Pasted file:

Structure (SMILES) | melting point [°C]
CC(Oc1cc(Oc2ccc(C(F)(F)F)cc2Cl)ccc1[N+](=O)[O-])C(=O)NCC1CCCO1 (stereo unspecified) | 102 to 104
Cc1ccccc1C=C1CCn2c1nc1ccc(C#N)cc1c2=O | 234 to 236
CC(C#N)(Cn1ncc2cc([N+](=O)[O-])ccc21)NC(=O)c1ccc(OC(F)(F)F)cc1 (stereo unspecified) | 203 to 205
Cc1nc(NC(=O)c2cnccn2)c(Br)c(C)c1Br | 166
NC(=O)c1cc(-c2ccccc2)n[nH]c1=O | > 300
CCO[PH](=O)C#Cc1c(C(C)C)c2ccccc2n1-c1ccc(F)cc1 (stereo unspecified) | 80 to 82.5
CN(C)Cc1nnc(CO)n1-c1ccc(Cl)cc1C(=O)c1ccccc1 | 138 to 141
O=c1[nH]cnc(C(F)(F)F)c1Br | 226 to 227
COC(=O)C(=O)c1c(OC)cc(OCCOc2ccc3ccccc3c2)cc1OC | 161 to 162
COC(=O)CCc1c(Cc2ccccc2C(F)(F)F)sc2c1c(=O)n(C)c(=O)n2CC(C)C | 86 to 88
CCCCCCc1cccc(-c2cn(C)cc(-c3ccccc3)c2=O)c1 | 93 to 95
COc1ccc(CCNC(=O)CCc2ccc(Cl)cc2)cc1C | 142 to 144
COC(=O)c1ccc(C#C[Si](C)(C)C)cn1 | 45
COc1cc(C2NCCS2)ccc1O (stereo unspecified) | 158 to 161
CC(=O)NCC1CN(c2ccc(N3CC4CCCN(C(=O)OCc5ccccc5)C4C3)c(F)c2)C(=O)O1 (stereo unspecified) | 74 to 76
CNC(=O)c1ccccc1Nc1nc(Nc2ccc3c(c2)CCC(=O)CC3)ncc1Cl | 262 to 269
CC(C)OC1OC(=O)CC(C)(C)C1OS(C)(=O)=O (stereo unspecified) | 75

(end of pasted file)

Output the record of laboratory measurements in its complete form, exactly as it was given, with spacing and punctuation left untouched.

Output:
Structure (SMILES) | melting point [°C]
CC(Oc1cc(Oc2ccc(C(F)(F)F)cc2Cl)ccc1[N+](=O)[O-])C(=O)NCC1CCCO1 (stereo unspecified) | 102 to 104
Cc1ccccc1C=C1CCn2c1nc1ccc(C#N)cc1c2=O | 234 to 236
CC(C#N)(Cn1ncc2cc([N+](=O)[O-])ccc21)NC(=O)c1ccc(OC(F)(F)F)cc1 (stereo unspecified) | 203 to 205
Cc1nc(NC(=O)c2cnccn2)c(Br)c(C)c1Br | 166
NC(=O)c1cc(-c2ccccc2)n[nH]c1=O | > 300
CCO[PH](=O)C#Cc1c(C(C)C)c2ccccc2n1-c1ccc(F)cc1 (stereo unspecified) | 80 to 82.5
CN(C)Cc1nnc(CO)n1-c1ccc(Cl)cc1C(=O)c1ccccc1 | 138 to 141
O=c1[nH]cnc(C(F)(F)F)c1Br | 226 to 227
COC(=O)C(=O)c1c(OC)cc(OCCOc2ccc3ccccc3c2)cc1OC | 161 to 162
COC(=O)CCc1c(Cc2ccccc2C(F)(F)F)sc2c1c(=O)n(C)c(=O)n2CC(C)C | 86 to 88
CCCCCCc1cccc(-c2cn(C)cc(-c3ccccc3)c2=O)c1 | 93 to 95
COc1ccc(CCNC(=O)CCc2ccc(Cl)cc2)cc1C | 142 to 144
COC(=O)c1ccc(C#C[Si](C)(C)C)cn1 | 45
COc1cc(C2NCCS2)ccc1O (stereo unspecified) | 158 to 161
CC(=O)NCC1CN(c2ccc(N3CC4CCCN(C(=O)OCc5ccccc5)C4C3)c(F)c2)C(=O)O1 (stereo unspecified) | 74 to 76
CNC(=O)c1ccccc1Nc1nc(Nc2ccc3c(c2)CCC(=O)CC3)ncc1Cl | 262 to 269
CC(C)OC1OC(=O)CC(C)(C)C1OS(C)(=O)=O (stereo unspecified) | 75